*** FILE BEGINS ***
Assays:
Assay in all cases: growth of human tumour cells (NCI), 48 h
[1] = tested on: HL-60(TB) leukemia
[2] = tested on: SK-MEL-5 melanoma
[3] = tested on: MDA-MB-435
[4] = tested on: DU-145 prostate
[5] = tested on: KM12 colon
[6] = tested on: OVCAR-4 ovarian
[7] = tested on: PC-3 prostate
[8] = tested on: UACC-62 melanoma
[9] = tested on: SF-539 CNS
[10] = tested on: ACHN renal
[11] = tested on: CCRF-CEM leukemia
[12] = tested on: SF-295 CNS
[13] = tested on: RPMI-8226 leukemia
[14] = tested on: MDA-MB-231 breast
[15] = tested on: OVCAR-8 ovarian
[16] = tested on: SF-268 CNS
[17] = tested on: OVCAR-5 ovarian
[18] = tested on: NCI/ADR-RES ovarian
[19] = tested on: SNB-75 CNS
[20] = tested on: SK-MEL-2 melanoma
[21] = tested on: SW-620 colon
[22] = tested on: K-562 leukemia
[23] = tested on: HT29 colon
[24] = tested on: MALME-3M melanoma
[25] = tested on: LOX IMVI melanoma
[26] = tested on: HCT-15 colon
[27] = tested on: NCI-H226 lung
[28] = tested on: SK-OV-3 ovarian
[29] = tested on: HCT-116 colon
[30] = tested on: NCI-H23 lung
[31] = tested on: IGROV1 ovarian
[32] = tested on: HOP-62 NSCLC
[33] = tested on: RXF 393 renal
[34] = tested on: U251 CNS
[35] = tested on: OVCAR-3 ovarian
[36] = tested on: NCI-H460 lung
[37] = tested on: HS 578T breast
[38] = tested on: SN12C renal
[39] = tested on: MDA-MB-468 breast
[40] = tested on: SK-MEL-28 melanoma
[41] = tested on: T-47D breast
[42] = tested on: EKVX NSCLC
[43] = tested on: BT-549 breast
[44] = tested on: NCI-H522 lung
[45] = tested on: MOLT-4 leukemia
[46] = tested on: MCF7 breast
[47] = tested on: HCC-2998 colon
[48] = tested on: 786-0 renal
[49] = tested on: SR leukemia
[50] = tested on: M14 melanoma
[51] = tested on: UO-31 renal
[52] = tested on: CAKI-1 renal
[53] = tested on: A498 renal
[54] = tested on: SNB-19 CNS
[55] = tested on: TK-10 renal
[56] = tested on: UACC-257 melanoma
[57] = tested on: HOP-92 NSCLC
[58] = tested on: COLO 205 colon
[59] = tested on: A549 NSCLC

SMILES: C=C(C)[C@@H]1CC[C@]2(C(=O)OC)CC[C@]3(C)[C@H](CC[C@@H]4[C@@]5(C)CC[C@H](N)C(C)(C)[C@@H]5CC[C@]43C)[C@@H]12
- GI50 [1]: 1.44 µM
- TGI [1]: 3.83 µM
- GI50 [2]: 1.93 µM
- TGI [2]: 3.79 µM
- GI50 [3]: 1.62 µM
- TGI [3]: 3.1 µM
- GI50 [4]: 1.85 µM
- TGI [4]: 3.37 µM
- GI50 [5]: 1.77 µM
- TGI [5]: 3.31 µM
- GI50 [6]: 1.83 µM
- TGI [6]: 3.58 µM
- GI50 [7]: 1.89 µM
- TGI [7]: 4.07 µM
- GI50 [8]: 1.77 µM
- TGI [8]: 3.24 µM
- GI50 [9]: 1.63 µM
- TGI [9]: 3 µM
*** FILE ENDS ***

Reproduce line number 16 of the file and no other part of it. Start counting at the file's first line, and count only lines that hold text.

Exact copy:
[14] = tested on: MDA-MB-231 breast